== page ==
Red bumps can develop on the knees for a variety of reasons. These bumps can be painful, irritating and unpleasant in appearance. Although bumps on the knees are not typically cause for alarm, it is important for the sufferer to understand what kinds of conditions can cause them --- and what treatments are available.
Red bumps on the knees can be accompanied by a change of texture to the skin. The bumps can be scaly, patchy, bright in color and blister-like. In addition, they may contain a pus material that can ooze and result in a crust over the top of the bump. The skin on and around the bump can also become inflamed and sensitive to the touch.
The MedlinePlus website notes that red bumps on the knees can be due to contact dermatitis, which is when the skin encounters an irritating substance. Among these substances include rubber, latex, soaps, detergents, dyes in clothing or poison ivy. Red bumps can also be caused by skin conditions such as psoriasis or eczema. Sometimes shaving can cause ingrown hairs or staph infections such as barber's itch, which can result in red bumps on the knees.
To treat red bumps on the knees, a doctor or dermatologist may suggest an emollient moisturizer that can help soothe itchiness and keep moisture in the skin. Antihistamines or calamine lotion can also be beneficial, especially if the red bumps are associated with an allergen or an irritating object like poison oak. A warm compress can help soothe the skin and encourage drainage. A doctor may also prescribe an antifungal medication or a topical or oral antibiotic.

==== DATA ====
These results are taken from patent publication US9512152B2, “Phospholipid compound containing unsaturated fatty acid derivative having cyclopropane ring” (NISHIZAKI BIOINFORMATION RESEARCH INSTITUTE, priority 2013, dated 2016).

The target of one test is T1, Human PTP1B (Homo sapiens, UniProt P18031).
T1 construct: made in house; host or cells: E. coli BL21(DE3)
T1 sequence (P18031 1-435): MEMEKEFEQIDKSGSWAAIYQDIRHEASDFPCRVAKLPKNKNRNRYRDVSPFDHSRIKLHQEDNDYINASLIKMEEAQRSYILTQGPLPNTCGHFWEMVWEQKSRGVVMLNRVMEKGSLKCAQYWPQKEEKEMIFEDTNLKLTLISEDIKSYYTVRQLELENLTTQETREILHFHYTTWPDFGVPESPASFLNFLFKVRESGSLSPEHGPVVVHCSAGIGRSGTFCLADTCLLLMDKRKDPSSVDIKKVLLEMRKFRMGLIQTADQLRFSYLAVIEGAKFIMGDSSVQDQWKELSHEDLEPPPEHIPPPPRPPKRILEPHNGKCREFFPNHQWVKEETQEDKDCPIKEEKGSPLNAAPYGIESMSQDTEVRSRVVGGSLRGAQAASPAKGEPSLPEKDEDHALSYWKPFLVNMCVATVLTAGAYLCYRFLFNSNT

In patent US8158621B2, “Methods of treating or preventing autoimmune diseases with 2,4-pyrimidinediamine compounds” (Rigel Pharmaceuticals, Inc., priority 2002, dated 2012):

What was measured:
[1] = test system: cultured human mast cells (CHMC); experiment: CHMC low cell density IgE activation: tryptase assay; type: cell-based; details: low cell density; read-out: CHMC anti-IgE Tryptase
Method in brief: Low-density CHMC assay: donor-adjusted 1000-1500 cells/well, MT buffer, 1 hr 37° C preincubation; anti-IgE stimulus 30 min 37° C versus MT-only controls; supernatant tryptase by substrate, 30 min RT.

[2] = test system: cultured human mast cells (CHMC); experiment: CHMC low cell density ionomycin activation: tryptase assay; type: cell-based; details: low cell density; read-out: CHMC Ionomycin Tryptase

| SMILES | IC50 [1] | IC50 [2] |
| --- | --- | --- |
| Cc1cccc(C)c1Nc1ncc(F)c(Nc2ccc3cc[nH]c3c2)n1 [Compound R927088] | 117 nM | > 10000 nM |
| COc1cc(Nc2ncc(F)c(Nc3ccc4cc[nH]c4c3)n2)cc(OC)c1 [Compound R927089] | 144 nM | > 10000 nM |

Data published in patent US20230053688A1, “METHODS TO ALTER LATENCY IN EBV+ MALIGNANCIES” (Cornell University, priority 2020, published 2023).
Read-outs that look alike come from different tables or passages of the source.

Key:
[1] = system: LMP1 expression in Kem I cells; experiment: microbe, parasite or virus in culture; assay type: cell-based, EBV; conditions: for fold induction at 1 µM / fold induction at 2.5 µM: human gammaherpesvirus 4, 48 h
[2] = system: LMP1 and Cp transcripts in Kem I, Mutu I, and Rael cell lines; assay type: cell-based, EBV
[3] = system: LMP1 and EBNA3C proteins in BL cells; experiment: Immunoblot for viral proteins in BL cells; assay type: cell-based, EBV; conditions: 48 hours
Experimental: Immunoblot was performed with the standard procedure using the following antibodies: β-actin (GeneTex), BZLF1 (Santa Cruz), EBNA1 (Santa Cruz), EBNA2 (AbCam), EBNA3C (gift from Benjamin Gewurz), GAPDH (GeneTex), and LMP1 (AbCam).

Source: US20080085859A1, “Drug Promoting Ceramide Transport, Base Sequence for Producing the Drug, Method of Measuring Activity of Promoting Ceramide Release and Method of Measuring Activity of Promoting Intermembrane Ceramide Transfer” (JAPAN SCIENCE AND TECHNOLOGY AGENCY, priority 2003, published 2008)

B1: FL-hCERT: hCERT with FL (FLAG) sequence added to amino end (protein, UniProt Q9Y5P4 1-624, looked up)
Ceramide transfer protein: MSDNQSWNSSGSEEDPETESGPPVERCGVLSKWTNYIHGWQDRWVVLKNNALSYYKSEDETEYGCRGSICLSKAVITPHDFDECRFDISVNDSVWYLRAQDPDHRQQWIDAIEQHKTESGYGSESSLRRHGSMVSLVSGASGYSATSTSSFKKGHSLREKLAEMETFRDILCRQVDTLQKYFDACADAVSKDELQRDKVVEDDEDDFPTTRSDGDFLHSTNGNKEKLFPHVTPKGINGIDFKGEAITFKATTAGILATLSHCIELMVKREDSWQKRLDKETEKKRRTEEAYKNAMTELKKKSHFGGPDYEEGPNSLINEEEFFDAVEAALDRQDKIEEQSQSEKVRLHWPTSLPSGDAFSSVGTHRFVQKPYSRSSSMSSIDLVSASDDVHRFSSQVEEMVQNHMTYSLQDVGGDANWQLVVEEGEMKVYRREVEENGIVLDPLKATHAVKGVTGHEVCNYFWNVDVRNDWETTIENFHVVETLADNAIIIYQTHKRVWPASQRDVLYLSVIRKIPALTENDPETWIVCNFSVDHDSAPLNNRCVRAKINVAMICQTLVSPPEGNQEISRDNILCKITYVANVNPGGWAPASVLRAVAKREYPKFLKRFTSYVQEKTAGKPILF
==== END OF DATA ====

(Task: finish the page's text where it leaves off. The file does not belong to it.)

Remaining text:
According to the KidsHealth website, it is possible to avoid red bumps from developing on the knees in many cases. The sufferer should avoid irritating substances such as nickel or fragrant body products. Eczema symptoms can be reduced by avoiding hot showers, harsh soaps and exposure to the sun. Red bumps caused by barber's itch or ingrown hairs can be reduced by using a fresh, sharp razor and not pulling the skin taught with every shave.
The AskDrSears website warns that some types of rash-like bumps on the knees require immediate doctor's attention. One of these rashes, called petechiae, occurs when the blood vessels beneath the skin rupture. The skin may look as if a red ink pen was used to draw tiny dots on the surface of the skin. Another dangerous rash, purpua, develops similarly but the coloring of the spot can be darker in appearance.